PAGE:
NO PLANS TO FIX: Human excrement and toilet paper running into river
River Conwy Image: Google Maps
Welsh Water have no plans to fix a flooding sewer system, despite rivers of human excrement regularly running down a main road into a tributary of the River Conwy.
‘Lumps of poo’ seep from a manhole cover at the lay-by on the A5 at Capel Curig whenever rainfall is heavy, the sewage stream carrying used toilet paper towards farm fields and a river.
The sewage then runs into the Afon Llugwy, a tributary of the River Conwy, raising serious environmental fears.
The lay-by is between Capel Curig and the nearby army camp, but angry councillors say the problem has persisted for nearly 20 years.
It’s thought the problem is caused by narrow pipes in a sewage system that dates back to Victorian times.
But despite an outcry, Welsh Water admit they have no plans to carry out work.
Conwy county councillor Liz Roberts says she has written to both Welsh Water (Dwr Cymru) and Natural Resources Wales without success.
“I’ve been a councillor since 2004, and the problem has been there since then and before,” she said.
“We’ve reported it and reported it to Dwr Cymru, and all they say is ‘it’s only a hamlet’ and ‘we don’t get enough reports coming in to go to the top of the list to be actioned’.
“We are told they are Victorian drains, so they fill up very quickly. But the main sewer that comes down into the village is nine inches wide but goes into a six-inch pipe heading to the treatment works, and they know that is what the problem is.
“The sewage raises the lid off the manhole. It is disgusting. There are lumps of poo all over the place, and you can see it in the field as well. People are in despair because neither the NRW nor Dwr Cymru are seemingly doing anything about it and expect the community to keep on reporting it.”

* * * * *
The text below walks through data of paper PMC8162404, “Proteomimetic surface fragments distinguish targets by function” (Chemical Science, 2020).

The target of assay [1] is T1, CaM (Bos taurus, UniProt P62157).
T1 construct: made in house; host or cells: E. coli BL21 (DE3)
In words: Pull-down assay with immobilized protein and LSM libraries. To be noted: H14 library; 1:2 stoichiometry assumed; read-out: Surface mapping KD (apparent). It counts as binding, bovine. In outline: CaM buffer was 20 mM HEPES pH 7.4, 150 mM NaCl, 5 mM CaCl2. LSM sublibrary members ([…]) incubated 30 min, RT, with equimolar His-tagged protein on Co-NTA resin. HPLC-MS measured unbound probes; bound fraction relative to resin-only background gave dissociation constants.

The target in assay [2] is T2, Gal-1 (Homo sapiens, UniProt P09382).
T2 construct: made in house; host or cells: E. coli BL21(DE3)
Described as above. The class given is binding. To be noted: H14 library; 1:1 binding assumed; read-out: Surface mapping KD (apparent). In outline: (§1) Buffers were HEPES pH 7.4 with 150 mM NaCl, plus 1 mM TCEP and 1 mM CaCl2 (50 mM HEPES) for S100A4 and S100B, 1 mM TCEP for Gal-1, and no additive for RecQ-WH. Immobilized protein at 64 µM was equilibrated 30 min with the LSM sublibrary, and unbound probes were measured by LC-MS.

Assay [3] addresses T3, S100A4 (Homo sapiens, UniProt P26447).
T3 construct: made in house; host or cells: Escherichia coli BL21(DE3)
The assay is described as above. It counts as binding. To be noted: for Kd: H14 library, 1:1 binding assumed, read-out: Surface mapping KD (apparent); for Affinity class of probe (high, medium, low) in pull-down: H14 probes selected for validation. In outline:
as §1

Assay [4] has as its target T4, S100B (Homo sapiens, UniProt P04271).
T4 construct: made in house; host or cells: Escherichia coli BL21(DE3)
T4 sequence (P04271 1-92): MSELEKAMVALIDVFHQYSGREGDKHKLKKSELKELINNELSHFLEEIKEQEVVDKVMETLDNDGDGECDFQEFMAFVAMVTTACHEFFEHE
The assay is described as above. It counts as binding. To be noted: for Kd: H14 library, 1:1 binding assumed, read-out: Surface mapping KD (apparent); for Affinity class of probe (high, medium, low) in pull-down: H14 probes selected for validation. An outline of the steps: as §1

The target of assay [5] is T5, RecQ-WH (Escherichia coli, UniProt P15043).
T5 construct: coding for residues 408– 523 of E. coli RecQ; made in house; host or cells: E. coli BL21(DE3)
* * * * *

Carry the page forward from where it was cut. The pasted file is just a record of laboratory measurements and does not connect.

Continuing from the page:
She added: “We are never going to have sufficient complaints to warrant it being high on their list.”
Cllr Gethin Davies sits on the community council.
“It’s been going on for a long while,” he said.
“Following heavy rainfall, it flows out of the manhole cover and then runs down the lay-by.
“Obviously there is a health risk, and it’s very unsightly having toilet paper and raw sewage lying around at a popular lay-by, and we are worried about the health side as well as it flows into a ditch and into the stream.”
But despite the environmental and health concerns, a spokeswoman for Welsh Water said they had no plans to fix the sewer system.
“We are aware of flooding from a combined sewer network near the lay-by in Capel Curig and fully understand local concerns regarding the situation,” she said.
“The combined sewer there carries wastewater and surface water, and while our investigations show that the system is in good working order, the flooding is linked to too much rainwater entering the system during periods of heavy rainfall as we have seen over the past few weeks. This is partly due to the more intense rainfall events we are now seeing due to climate change.
“As we operate a vast network of over 36,000km of sewers – which is enough to stretch to Australia and back – we have to prioritise our investment and work with other agencies to support those areas most at risk of flooding. This includes those areas where the local sewer networks get overwhelmed by extreme weather and flooding enters the homes of customers. As a result, while we do not have plans to undertake any work on the system in Capel Curig in the short term, we will keep this situation under review.”
Natural Resources Wales operations manager Iwan Williams said: “We’re in discussions with Dwr Cymru/Welsh Water to consider appropriate mitigation measures to minimise the impacts of overflow as a result of extreme weather events.”
Words: Richard Evans, Local Democracy Reporter
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